US Supreme Court rules to uphold Second Amendment

Supreme Court Takes up Gun Rights

US Supreme Court building
The Supreme Court will decide in New York State Rifle & Pistol Association v. Corlett (docket no. 20-843) whether New York can limit carry permits to applicants who show special “cause.” (Photo: Tierney)

For the first time in over ten years, the U.S. Supreme Court agreed to take up an important Second Amendment case.

The Court’s long-overdue decision to hear this major gun rights case could have enormous repercussions with lasting effects on gun owners’ right to carry weapons in public.

New York Rifle & Pistol Association v. Corlett

This case is a challenge to New York’s permit laws, which prohibit concealed carry without a permit – but deny permits unless the applicant can demonstrate “proper cause,” defined by state courts as a “special” need to carry a gun.

In fact, the courts have erroneously ruled that a general desire for self-defense isn’t enough to qualify New Yorkers for a carry permit, even if they live in a high-crime area.

The result? Only special classes of individuals can carry in New York, and ordinary, law-abiding citizens are completely blocked from their Second Amendment right to bear arms – unless they are well-connected to politicians or insiders.

This case challenges New York’s denial of permits for general self-defense purposes. 

“The situation in New York is the same thing we’re seeing all across the country to varying degrees – namely, the good ole boy politicians who treat Second Amendment rights as a favor they get to dole out to their friends and family members,” said Dudley Brown, NFGR’s Executive Director.

“It’s time for the Supreme Court to stop treating the Second Amendment as a ‘second-class right’ and admit that the Second Amendment means exactly what it says.”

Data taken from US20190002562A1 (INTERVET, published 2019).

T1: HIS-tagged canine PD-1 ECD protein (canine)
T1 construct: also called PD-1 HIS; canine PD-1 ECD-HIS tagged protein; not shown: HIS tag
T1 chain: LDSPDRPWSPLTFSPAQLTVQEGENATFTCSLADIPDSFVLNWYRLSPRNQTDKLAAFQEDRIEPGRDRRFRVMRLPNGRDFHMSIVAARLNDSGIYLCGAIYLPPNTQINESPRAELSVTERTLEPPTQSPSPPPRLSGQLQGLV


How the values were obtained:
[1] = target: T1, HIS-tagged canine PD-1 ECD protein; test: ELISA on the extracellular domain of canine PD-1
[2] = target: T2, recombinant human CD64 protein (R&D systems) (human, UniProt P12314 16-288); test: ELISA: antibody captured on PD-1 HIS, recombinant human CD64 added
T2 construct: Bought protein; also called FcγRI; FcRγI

“Keep” vs. “Bear”

In its landmark Second Amendment rulings D.C. v. Heller (2008) and McDonald v. Chicago (2010), the Supreme Court established that the Second Amendment protected an individual right to self-defense, and that the right is not tied to militia service.

Heller and McDonald specifically protected the right to keep firearms in the home for self-defense purposes, but also clearly established that the Second Amendment guarantees the individual’s right to have weapons “in case of confrontation” (a scenario which is certainly not limited to the home!).

However, the lower courts for the most part have ignored Heller when it comes to the right to public carry, the most recent example being the Ninth Circuit’s decision in Young v. Hawaii that there is no Second Amendment right to open carry.

The current case before the Supreme Court deals with the right to bear arms – the other half of the Second Amendment that Heller did not specifically address.

Massive implications for the right to carry

The implications for gun owners’ right to carry a gun in public are enormous. The Supreme Court could issue a broad ruling striking down unconstitutional gun regulations all over the country, or a narrow ruling that doesn’t settle the real issue.

The Supreme Court also has the opportunity with this case to severely curtail or even destroy the Second Amendment right to carry a weapon in public.

The National Foundation for Gun Rights is preparing to file a legal brief arguing that the Second Amendment means exactly what it says, and the Supreme Court should rule accordingly.